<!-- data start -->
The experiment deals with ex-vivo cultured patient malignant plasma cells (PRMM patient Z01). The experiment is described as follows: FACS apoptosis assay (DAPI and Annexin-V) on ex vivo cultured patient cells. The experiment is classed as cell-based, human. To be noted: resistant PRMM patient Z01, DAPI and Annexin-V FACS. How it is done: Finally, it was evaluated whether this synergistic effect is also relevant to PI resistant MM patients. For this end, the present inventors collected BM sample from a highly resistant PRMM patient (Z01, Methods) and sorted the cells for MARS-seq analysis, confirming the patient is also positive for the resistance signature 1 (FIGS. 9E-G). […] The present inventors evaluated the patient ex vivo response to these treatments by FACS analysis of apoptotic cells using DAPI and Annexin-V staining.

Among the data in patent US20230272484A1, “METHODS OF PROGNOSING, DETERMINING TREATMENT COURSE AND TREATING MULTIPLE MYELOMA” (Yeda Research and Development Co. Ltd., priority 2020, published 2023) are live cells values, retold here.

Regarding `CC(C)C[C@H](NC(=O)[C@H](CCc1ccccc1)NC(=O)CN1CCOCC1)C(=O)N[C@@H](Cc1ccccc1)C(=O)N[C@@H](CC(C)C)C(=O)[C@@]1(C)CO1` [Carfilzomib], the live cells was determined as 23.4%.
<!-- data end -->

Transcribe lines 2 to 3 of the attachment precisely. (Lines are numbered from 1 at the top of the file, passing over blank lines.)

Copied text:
Among the data in patent US20230272484A1, “METHODS OF PROGNOSING, DETERMINING TREATMENT COURSE AND TREATING MULTIPLE MYELOMA” (Yeda Research and Development Co. Ltd., priority 2020, published 2023) are live cells values, retold here.

Regarding `CC(C)C[C@H](NC(=O)[C@H](CCc1ccccc1)NC(=O)CN1CCOCC1)C(=O)N[C@@H](Cc1ccccc1)C(=O)N[C@@H](CC(C)C)C(=O)[C@@]1(C)CO1` [Carfilzomib], the live cells was determined as 23.4%.